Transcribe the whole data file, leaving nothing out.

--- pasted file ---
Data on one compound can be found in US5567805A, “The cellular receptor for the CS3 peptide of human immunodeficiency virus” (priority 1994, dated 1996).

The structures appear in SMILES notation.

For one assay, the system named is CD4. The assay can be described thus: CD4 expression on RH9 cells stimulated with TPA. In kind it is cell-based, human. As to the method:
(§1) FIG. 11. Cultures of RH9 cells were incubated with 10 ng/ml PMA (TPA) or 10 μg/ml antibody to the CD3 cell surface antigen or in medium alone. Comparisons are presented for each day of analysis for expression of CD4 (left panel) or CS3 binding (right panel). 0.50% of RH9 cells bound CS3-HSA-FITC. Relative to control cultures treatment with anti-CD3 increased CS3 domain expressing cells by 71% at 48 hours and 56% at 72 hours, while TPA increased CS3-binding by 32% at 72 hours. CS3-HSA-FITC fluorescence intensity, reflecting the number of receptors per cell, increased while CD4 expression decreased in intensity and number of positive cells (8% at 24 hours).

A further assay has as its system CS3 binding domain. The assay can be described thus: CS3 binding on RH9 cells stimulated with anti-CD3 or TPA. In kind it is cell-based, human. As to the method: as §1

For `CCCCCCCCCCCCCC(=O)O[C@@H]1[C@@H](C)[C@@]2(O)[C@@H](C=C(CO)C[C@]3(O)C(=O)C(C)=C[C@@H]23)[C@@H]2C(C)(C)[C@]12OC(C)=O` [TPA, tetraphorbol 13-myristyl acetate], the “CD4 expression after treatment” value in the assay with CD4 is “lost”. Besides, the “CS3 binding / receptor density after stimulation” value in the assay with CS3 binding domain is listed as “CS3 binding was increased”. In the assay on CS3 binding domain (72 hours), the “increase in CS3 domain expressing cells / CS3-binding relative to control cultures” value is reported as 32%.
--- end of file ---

Data on one compound can be found in US5567805A, “The cellular receptor for the CS3 peptide of human immunodeficiency virus” (priority 1994, dated 1996).

The structures appear in SMILES notation.

For one assay, the system named is CD4. The assay can be described thus: CD4 expression on RH9 cells stimulated with TPA. In kind it is cell-based, human. As to the method:
(§1) FIG. 11. Cultures of RH9 cells were incubated with 10 ng/ml PMA (TPA) or 10 μg/ml antibody to the CD3 cell surface antigen or in medium alone. Comparisons are presented for each day of analysis for expression of CD4 (left panel) or CS3 binding (right panel). 0.50% of RH9 cells bound CS3-HSA-FITC. Relative to control cultures treatment with anti-CD3 increased CS3 domain expressing cells by 71% at 48 hours and 56% at 72 hours, while TPA increased CS3-binding by 32% at 72 hours. CS3-HSA-FITC fluorescence intensity, reflecting the number of receptors per cell, increased while CD4 expression decreased in intensity and number of positive cells (8% at 24 hours).

A further assay has as its system CS3 binding domain. The assay can be described thus: CS3 binding on RH9 cells stimulated with anti-CD3 or TPA. In kind it is cell-based, human. As to the method: as §1

For `CCCCCCCCCCCCCC(=O)O[C@@H]1[C@@H](C)[C@@]2(O)[C@@H](C=C(CO)C[C@]3(O)C(=O)C(C)=C[C@@H]23)[C@@H]2C(C)(C)[C@]12OC(C)=O` [TPA, tetraphorbol 13-myristyl acetate], the “CD4 expression after treatment” value in the assay with CD4 is “lost”. Besides, the “CS3 binding / receptor density after stimulation” value in the assay with CS3 binding domain is listed as “CS3 binding was increased”. In the assay on CS3 binding domain (72 hours), the “increase in CS3 domain expressing cells / CS3-binding relative to control cultures” value is reported as 32%.